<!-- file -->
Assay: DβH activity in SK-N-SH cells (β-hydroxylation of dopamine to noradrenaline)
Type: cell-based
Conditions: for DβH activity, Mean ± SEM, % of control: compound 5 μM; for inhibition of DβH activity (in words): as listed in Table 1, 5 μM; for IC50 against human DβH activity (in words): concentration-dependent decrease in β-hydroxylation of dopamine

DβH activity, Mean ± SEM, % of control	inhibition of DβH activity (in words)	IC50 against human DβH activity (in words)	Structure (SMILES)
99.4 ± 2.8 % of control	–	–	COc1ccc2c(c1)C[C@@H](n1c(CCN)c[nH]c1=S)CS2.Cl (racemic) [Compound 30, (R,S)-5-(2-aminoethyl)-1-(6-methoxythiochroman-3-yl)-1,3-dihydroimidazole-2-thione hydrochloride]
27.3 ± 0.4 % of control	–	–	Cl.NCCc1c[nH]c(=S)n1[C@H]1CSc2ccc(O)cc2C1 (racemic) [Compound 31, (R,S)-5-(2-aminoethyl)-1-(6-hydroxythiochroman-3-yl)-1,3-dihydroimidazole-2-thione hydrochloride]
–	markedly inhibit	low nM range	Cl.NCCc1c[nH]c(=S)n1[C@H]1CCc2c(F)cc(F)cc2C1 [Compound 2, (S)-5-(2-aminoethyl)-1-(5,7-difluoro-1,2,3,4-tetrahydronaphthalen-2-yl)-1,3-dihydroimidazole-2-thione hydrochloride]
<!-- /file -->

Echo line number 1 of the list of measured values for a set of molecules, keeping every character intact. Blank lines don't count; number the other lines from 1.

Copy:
Assay: DβH activity in SK-N-SH cells (β-hydroxylation of dopamine to noradrenaline)